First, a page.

Angular Best Practices: Dealing With Models

Joe-EamesWelcome to the final part of this review of the Pluralsight course Angular Best Practices by Joe Eames.

Joe has worked both full and part time as a technical teacher for over ten years.

He has produced 18 courses for Pluralsight.

Dealing With Models

Introduction

Now this is the first time I’ve heard about Backbone.js being used with Angular but as soon as I heard that idea it made sense to me.

Angular is unopinionated about models and Backbone is a library that can slot in quite easily. Joe looks at how to do this as part of this final module.

In this lesson Joe explains what a model is in Angular.

Creating Models with $http

This lesson looks at creating models from data retrieved by using the $http service.

There are many options for how we structure this data. Joe demonstrates just one example, but you can use it as a basis for structuring your models in the way that suits your preferences.

We see the that = this trick in our fetch function.

Joe summarizes the changes made 8 minutes into this lesson. The logic in app.js is now much simpler. The logic now exists in an encapsulated, abstracted and reusable service.

Creating Models with $resource

We continue to move business logic into our models, this time using our $resource objects.

We begin by creating an authenticate function in models.js. We also move registration logic into our catalog model.

Creating Models with Restangular

In this lesson Joe looks at Restangular, the first of three 3rd party libraries used in this module.

Joe gives a quick review of the steps to take to get Restangular working in our Angular project. We see the changes necessary to app.js and model.js.

Angular and Backbone.Model Together

Joe says some developers find the idea of combining Angular with Backbone ridiculous! They were never written to complement each other, but Joe has found they actually work very well together.

Angular is very un-opinionated about data. We look at three Backbone components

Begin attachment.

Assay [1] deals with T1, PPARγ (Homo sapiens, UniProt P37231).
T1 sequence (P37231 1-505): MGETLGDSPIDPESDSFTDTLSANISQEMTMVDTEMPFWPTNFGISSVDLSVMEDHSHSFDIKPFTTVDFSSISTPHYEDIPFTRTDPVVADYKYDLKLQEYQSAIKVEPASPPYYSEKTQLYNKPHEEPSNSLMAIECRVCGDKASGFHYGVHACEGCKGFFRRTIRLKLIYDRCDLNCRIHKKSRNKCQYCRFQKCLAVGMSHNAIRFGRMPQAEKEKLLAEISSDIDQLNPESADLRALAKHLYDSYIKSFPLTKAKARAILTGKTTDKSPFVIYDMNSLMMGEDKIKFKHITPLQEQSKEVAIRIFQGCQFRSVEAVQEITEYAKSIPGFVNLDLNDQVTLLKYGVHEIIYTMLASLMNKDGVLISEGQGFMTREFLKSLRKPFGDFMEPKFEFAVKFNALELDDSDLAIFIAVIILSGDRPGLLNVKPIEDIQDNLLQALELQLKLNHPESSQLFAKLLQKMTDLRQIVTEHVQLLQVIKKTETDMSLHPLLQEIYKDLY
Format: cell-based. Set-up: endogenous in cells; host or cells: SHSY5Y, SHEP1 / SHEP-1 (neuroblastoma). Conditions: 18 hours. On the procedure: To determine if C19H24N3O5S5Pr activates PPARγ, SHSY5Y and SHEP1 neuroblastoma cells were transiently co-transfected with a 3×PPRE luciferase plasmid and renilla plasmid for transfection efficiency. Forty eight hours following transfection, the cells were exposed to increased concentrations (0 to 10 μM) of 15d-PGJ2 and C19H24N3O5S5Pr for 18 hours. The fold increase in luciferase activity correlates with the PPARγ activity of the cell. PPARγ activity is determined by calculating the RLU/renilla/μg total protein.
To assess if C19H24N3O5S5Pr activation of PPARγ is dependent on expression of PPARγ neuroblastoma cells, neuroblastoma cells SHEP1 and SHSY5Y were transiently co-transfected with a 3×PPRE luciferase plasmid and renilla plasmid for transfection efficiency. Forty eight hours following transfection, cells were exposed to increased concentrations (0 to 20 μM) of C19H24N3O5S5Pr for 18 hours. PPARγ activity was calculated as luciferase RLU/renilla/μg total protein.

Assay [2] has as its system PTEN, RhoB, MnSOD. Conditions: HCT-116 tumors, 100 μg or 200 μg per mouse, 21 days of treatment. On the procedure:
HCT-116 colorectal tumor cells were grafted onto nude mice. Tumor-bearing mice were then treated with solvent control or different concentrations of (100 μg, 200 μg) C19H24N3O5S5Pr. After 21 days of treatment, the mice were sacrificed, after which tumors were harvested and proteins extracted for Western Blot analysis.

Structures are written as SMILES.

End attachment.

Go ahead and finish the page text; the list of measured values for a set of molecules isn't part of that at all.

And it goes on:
rainbows

Not Angular & Backbone

here:

  • Backbone.Collection
  • Backbone.Model
  • Backbone.Events

Joe says it’s not “all rainbows and unicorns” as we need to remember to add a number of attribute properties, and there are places where Angular and Backbone feel very different to each other.

But he also says that there are significant benefits and it is a viable choice.

Joe explains the following points

  • Represents Data and State
  • Business Logic
  • Caching
  • Change Notification
  • Simple
  • Lifecycle Events

Creating Models with Backbone.Model – Retrieving Data

Joe starts with a demonstration of how to add the backbone libraries into our project, and we see that Backbone is available in the console.

We see how to setup backbone as a service. Joe recommends this approach with any 3rd party library. We previously saw this with toastr.

Later on in this lesson we test to see if our filter is working and get a Maximum call stack size exceeded error message.

We learn that Angular looks through the entire object no matter how deep it is, and that we have a circular reference problem. Fortunately this just needs a simple change to our catalog.html file.

Creating Models with Backbone.Model – Saving Data

This lesson involves new code in model.js and app.js as well as some updates to catalog.html and schedule.html.

We see that it is easy to listen to events on a specific object. Joe explains how the eventing system differs in Angular and Backbone.

A Brief Overview of Breeze

Joe explains the following headline points about Breeze:

  • Save Offline Data
  • Strongly Typed Query Syntax
  • Change Tracking
  • Object Navigation
  • Consume and Extend Models
  • Remote & Local Queries
  • Sharing Data
  • Works Great with Angular

Joe gives a quick example of a Breeze query.

If you want to dive deeper into working with Angular and Breeze, see the Build Apps courses from John Papa.

If you want to build Single Page Apps, without necessarily using Angular, see Building Data-Centric Single Page Apps with Breeze by Brian Noyes.

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